Inflation is a dynamic that is both exponential in nature and, therefore, limited mathematically. Being exponential, inflation has a number of preordained and inevitable effects on society and the economy. One of the inescapable ramifications of inflation is that by artificially, pervasively and aggressively inducing inflation into a monetary system, government induces a rise in price level hence a rise in GDP. However, as GDP progression becomes ever more dependent on generating more inflation, the intrinsic wealth structure of society is progressively impaired. As the dynamic progresses, financial value runs away from intrinsic value at ever greater speed until the only way to induce more inflation requires ever greater degrees of government collusion in carrying out actions that eventually become criminal. This causes government to become an ever greater actor in the economy and eventually the existence of the political structure becomes dependent on generating ever more inflation.

But since expanding government can only subsist if it is financed by increasing tax revenue, then the generation of ever greater inflation becomes a goal unto itself.

The problem is that the logical conclusion of a fiat monetary system is known and inevitable. It has happened before. We know how it ends. Government intervention can at best stretch out the time line but cannot avoid the conclusion. In the process, government becomes a progressively larger actor in the economy. But as government is a non profit construct, its existence is predicated on increasing tax revenue thus progressively sapping the life blood of the economy.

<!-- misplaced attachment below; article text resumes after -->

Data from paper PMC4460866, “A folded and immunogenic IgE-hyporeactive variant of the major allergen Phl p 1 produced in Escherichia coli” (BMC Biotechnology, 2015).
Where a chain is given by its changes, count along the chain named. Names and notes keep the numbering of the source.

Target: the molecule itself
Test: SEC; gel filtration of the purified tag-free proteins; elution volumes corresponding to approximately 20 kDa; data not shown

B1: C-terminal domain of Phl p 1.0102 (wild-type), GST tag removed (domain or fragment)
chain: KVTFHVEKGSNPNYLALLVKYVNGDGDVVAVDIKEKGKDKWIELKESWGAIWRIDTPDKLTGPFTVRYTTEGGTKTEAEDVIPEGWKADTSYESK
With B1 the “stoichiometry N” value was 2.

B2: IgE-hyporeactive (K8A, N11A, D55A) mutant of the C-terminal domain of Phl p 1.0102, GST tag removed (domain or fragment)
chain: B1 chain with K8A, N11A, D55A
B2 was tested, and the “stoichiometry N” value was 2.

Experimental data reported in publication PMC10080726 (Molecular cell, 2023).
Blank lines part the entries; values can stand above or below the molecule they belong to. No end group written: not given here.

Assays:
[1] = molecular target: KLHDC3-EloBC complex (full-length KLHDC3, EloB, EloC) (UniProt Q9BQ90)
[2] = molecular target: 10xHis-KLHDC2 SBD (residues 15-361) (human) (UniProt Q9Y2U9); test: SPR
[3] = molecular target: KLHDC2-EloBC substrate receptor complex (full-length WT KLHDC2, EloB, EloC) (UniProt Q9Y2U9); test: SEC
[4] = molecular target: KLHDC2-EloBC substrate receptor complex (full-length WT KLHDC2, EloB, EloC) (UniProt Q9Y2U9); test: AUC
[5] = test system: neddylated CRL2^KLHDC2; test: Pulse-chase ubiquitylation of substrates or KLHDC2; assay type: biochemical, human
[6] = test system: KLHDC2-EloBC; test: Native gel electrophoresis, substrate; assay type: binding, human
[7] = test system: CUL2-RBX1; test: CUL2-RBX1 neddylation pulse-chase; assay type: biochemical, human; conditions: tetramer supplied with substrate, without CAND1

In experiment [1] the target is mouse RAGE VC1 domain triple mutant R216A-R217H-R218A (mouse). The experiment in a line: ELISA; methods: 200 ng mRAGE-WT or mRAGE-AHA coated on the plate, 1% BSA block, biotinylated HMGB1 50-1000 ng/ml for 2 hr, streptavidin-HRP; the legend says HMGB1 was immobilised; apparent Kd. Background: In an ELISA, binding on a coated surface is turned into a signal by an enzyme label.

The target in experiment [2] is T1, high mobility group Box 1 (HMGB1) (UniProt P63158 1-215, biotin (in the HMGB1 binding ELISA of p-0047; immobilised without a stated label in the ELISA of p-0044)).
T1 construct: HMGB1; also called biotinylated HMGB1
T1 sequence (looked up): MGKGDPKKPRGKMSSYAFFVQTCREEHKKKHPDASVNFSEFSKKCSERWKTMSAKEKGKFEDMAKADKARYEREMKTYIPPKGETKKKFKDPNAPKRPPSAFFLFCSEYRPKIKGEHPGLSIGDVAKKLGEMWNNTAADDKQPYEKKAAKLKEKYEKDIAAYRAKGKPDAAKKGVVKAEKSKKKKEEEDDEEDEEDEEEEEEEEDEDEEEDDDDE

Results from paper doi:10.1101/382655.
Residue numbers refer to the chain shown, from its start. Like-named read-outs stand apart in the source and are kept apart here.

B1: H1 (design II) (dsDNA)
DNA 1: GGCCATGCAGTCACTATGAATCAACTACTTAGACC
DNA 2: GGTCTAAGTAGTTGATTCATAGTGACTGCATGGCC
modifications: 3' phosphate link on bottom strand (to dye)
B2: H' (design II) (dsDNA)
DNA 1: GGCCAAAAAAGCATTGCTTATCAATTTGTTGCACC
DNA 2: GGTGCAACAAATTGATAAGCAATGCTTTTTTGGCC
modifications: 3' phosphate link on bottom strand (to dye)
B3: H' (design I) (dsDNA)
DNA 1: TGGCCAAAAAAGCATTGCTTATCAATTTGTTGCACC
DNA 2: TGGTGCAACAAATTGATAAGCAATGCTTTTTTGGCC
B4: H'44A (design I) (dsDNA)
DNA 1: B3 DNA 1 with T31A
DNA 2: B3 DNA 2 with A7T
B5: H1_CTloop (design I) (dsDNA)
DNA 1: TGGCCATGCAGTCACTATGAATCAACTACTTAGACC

The point at which the economy no longer generates enough revenue to service debt, that is the point at which financial value spurred on by leverage and gimmickry (i.e. hedonic adjustments, CPI manipulation, absurd leverage of 80 t0 1 )  is the most distant from intrinsic value. At that point, due to the yawning gap between what assets are worth on the market and the amount of debt that needs to be extinguished, returning to equilibrium causes social and economic devastation in the form of rising unemployment and a reduction of social services expenditure (road maintenance, mail delivery, social medicine, teacher salaries, civil servant salaries, food stamps… pensions… ).

Historically, similar junctures have resulted in world wars. We can only hope that this time will be different. But hope, as you know, is not a sound strategy.


(look for “Ratigan: Goldman Sachs magic trick”)


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2 Responses to “A change in sentiment?”

  1. guidoamm Says:

    Many thanks for the tip. I already followed your link from the Ambrose thread. Grateful you should check in.

  2. David W. Lincoln Says:

    Guido, I conclude that a lot of light would be shed on the subject when one peruses “Check the Numbers” by Ross McKitrick & Bruce D. McCullough for the Fraser Foundation, which can be found here: http://www.fraserinstitute.org/commerce.web/product_files/caseforduediligence_cda.pdf